STORY / GAMEPLAY
The first two Outrun games didn't receive much acclaim. However, Out Run Europa showed that something worthwhile could be done with this vehicle racing series. The point is that, in Outrun Europa it is not only a matter of racing. Some secret files have been stolen by special agents who will stop at nothing in their attempt to bring misery to the world. As secret agent yourself, you have been chosen by your HQ due to your success to attempt to retrieve the files. They have supplied transport for you at certain check points in order to be able to qualify to the next level. The enemy agents will try to block your progress though, attempting to destroy you whether you are on land or sea, and the only way to defeat them is to fight back. On the roads, other vehicles may appear too, blocking accidentally your path or even knock toy into the road signs, resulting in you losing time.
The first level involves riding a Yamaha GP charged with a highly (but limited) power booster. Fortunately, boost canisters can be found in your path. From the motorcycle it's straight onto the jet ski. Enemies will drop bombs on your jet ski, but also there are more hazards on the water than on the land and these come in the shape of rocks, boat and lighthouse. Then, you will be able to take control of a Porsche 911. The car handles better than the motorcycle although it proves awkward to nip in between enemy vehicles. From the Porsche it's into a high powered speedboat armed with missiles that will destroy the police heli.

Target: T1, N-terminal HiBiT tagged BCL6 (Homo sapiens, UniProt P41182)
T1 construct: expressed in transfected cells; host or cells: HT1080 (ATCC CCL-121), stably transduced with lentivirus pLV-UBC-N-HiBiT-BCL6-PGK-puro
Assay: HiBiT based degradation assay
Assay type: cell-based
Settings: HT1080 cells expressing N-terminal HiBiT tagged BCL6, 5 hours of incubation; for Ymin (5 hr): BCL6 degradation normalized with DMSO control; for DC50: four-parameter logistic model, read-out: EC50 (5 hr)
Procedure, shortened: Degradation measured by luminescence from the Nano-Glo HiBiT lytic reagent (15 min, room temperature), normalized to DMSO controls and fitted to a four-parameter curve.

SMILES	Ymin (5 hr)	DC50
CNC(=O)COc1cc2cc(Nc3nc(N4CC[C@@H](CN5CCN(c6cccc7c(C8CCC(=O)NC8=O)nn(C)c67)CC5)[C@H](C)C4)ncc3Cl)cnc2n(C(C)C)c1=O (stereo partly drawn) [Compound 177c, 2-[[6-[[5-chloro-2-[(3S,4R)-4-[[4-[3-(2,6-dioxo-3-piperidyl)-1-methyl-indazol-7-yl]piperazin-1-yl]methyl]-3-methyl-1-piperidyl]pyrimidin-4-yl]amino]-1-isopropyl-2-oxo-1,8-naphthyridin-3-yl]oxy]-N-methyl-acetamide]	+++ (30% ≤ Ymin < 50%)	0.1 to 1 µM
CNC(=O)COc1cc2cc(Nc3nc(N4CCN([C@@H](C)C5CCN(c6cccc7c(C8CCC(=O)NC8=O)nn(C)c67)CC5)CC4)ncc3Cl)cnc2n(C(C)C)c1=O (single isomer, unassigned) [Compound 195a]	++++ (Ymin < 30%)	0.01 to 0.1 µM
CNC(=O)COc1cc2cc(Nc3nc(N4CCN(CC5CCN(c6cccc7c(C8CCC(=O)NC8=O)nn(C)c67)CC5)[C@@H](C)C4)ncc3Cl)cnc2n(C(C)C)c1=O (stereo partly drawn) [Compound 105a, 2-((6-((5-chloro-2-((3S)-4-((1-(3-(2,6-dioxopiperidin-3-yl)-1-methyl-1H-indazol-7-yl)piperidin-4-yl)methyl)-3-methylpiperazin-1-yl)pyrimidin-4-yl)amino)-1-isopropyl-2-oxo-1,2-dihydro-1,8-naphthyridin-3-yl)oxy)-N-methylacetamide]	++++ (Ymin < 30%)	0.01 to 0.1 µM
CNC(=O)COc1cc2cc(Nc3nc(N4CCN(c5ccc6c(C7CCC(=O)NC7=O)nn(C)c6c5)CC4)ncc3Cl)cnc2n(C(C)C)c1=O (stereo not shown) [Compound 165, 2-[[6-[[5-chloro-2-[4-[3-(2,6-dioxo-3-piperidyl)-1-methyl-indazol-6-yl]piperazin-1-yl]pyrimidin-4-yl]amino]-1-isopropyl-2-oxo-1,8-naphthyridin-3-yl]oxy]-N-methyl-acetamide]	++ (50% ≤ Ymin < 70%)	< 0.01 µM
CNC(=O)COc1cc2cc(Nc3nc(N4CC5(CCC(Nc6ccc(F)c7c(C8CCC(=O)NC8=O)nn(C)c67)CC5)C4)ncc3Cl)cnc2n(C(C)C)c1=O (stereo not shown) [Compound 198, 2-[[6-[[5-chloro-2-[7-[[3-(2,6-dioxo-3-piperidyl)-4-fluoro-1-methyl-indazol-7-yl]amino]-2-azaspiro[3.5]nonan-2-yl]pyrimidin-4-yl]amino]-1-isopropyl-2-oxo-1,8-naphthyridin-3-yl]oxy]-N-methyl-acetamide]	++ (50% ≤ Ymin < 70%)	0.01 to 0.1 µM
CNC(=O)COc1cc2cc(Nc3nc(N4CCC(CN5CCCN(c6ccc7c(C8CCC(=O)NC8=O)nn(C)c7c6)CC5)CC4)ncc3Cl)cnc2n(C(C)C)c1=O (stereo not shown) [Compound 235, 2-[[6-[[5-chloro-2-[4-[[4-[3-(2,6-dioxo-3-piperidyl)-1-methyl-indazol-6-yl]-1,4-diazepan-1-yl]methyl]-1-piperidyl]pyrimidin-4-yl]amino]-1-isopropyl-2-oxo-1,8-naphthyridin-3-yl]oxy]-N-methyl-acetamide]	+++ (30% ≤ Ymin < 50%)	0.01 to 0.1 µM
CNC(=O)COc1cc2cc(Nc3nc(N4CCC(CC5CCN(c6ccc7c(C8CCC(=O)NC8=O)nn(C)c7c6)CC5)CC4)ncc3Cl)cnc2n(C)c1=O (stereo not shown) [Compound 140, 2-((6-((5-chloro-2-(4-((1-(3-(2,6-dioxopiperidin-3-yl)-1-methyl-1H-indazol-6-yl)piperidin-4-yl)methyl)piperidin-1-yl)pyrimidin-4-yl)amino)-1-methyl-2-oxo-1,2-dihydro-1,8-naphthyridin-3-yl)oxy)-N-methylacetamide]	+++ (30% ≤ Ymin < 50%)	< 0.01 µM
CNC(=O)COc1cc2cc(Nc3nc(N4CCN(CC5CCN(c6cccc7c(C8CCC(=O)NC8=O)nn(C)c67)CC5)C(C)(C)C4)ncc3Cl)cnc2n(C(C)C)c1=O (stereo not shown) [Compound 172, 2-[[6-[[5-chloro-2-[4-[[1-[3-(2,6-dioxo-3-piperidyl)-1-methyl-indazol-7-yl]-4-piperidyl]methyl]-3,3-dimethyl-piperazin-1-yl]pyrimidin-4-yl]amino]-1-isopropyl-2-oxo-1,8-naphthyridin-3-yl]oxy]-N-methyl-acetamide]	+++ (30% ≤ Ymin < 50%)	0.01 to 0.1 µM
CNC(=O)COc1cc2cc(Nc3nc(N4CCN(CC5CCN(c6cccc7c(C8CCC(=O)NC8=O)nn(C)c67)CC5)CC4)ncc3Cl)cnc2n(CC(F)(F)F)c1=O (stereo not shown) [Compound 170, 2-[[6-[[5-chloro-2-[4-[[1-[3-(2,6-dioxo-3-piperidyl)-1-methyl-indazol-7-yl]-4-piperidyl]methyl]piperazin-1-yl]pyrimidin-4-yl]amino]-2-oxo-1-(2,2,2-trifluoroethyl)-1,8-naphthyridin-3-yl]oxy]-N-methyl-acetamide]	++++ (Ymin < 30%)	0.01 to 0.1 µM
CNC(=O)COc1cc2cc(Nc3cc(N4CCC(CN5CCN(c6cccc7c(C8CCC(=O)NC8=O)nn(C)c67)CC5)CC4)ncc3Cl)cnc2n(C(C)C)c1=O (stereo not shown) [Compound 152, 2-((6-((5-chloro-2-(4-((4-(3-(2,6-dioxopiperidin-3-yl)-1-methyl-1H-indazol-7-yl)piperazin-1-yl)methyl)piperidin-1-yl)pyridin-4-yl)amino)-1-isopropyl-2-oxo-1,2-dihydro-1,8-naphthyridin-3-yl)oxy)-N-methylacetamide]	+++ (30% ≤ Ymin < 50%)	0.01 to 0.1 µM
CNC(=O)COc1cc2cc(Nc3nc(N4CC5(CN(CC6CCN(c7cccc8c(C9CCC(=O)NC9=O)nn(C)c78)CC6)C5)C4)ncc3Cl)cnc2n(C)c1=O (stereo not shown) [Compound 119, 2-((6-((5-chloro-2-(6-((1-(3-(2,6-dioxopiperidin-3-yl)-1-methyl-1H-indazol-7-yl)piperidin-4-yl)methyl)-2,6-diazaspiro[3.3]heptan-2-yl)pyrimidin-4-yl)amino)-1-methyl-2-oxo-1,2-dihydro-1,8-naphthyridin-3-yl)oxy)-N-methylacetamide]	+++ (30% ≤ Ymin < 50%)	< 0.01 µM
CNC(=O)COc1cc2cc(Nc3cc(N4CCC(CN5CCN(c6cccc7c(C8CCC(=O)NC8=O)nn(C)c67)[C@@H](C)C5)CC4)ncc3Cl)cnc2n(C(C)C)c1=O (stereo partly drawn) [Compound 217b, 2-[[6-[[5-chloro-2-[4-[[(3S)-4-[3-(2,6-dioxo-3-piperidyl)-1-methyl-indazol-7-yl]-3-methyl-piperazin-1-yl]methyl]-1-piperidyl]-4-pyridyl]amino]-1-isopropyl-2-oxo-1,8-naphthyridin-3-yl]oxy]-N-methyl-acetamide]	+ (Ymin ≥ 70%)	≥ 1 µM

Although there are only seven levels, every single one is extremely hard and you will need great skills to progress.
Although the best in the trilogy, having a few neat touches, Out Run Europa looked very ordinary and unambitious when compared to the other racer rivals back in 1991, such as the Lotus series.
GRAPHICS / SOUND
The ST version sports some nice visuals, quite similar to the Amiga conversion, but surely missing some stuff from the original. Landscapes are nicely drawn with different palettes on each level (up to 32 colors here, 16 for the racing screen and 16 for the info panel), while there are plenty of objects on the sides of the race road, such as buildings, trees, rocks and signposts. Scrolling is not that smooth though, but apparently this makes the action a bit easier compared to the Amiga version, when trying to avoid crashing especially on tight turns.
The sound is fine too, featuring a nice introductory theme, but you can only have either music or sound effects (not sampled here) during gameplay, offering boost engine sounds, sirens, firing spot effects, explosions etc.